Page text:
For performance venues, success can be a double-edged sword; if the space is constantly booked, carving out time to update technology can present a challenge. Such was definitely the case with Clearwing System Integration’s recent audio system retrofit of more than 100 L-Acoustics loudspeakers at the 2,255-seat Overture Hall, the largest of seven performing arts venues and five galleries that together make up Madison, Wisconsin’s Overture Center for the Arts.
Built in 2004 with a $204 million donation from the creator of the American Girl doll line, Overture has grown to become the largest performing venue in the state and, according to Pollstar, one of the top venues in terms of ticket sales worldwide.
“The Center’s number of performances varies, but in a typical calendar year, we might have ‘dark days’ numbering in the single digits total,” says Overture Center Technical Associate Brian Anderson. “We host everything from the Madison Symphony Orchestra, Ballet, and Opera to a full Broadway season that includes Les Misérables, Phantom of the Opera, Lion King, and even Hamilton booked for the 2019 season. In addition, we host numerous concerts, children’s school shows, and various community events. Given the wide variety of events, our goal was to design and install a system capable of supporting all the acts’ needs, to provide perfect coverage and user experience, and to create whatever infrastructure is needed to save on labor time and costs.”
Keeping all those requirements in balance was Clearwing’s Mik Moore. “Overture Hall is a beautiful room and it sounds great, but it was never designed with future upgrades in mind,” he notes. “We had a very compressed installation schedule of just five weeks, and the entire system included a K2-based L-Acoustics system as well as all-new DSP, 55 miles of cabling run through existing conduit, plus new video, intercom, and assisted listening systems. It meant coring a vast number of holes through the facility’s 12-inch concrete walls.”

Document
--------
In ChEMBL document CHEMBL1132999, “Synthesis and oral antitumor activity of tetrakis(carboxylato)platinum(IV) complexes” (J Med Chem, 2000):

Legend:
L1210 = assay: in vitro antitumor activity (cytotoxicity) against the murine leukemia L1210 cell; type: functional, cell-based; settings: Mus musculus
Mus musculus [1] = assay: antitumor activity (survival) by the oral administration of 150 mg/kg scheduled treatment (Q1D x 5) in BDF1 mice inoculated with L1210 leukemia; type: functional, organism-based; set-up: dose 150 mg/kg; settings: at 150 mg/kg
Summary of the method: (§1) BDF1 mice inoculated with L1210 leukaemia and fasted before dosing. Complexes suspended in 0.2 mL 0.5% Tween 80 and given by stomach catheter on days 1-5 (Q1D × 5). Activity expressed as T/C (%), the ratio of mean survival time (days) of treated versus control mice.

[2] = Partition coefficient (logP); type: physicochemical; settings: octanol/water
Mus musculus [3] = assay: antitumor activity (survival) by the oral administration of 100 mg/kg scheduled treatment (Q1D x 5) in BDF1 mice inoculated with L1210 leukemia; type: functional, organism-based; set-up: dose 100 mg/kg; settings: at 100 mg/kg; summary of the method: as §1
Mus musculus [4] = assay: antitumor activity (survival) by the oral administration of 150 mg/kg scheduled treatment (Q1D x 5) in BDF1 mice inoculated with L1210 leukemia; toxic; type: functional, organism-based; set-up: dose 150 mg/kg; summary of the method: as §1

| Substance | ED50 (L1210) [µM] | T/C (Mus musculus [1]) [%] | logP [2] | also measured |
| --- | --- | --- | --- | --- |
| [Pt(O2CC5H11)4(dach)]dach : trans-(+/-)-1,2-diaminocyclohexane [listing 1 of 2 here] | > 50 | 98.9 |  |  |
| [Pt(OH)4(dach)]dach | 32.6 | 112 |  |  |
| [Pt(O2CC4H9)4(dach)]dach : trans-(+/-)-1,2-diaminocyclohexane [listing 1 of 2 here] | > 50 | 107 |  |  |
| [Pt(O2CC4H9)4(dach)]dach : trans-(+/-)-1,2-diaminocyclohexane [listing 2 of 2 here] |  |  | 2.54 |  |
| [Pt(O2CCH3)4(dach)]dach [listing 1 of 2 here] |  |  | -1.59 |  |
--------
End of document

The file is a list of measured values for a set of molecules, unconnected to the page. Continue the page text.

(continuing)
Given the mix of show types—including three-week runs of the Broadway shows as well as one-offs for other major acts—rider-friendliness was a huge factor in the decision-making process. “The overriding goal of this project was to make the venue as functional as possible,” says Moore. “We made sure to install touring-friendly equipment as well as a tie-line system so that crews can put their equipment all over the venue and tie into front of house or wherever needed for intercom. Ease of use was a huge priority, whether for the house staff or touring crew; it needed to be effective all around.”
The install is best thought of as at least three separate systems. On the processing and “traffic cop” duties of sending signal where it needs to go, Clearwing settled on the QSC QSYS system for backbone, with Listen Technologies products chosen to facilitate an expanded assisted listening system. On the speaker side, there is a touring concert-style system centered on 24 L-Acoustics K2 enclosures flown in a left-right configuration with low end support provided by a center-flown quartet of KS28 subwoofers and an additional pair of KS28 ground-stacked on each side of the stage.
But for the symphony and opera performances, all of that recedes into the acoustically transparent ceiling and “cloud fill” system that works with the room, itself, to provide even coverage that is still perceived as natural-sounding. A dozen repurposed 12XT coaxials are mounted above the acoustic cloud with an additional 77 compact 5XT mounted around the house as audience fills and 13 X8 systems as front fills. A total of two dozen additional X12 wedges provide onstage monitoring and stage-lip fill, with X8 and 5XT enclosures also used in different stage configurations. Power and processing for all of the loudspeakers are delivered by 19 LA12X and 13 LA4X amplified controllers.